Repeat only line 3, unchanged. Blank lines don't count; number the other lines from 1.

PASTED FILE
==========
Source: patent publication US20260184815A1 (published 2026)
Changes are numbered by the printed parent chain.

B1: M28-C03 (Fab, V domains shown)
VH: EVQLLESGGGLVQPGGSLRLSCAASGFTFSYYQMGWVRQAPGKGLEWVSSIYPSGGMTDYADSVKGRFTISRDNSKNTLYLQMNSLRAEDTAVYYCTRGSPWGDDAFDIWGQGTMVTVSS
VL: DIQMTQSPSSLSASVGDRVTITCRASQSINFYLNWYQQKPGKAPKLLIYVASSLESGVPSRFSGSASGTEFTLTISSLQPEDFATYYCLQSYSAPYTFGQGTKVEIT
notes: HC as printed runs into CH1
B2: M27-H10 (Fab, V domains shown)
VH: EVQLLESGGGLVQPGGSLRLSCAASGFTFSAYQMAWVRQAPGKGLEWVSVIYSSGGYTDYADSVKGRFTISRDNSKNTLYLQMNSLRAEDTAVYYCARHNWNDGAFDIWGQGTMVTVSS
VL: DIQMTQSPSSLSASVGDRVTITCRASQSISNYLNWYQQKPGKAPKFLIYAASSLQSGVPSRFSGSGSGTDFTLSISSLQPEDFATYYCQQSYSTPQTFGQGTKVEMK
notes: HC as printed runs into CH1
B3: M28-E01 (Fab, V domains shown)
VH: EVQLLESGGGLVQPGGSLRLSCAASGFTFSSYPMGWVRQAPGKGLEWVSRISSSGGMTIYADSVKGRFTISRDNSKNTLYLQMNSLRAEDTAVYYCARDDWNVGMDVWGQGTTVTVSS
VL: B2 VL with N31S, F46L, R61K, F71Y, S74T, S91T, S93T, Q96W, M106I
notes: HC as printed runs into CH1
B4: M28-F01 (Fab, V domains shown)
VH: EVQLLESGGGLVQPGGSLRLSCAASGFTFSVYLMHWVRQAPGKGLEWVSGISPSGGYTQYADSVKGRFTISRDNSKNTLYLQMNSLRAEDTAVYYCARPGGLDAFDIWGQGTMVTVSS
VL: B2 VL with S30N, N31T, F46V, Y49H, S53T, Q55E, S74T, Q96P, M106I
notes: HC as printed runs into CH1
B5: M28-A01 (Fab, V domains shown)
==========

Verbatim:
B1: M28-C03 (Fab, V domains shown)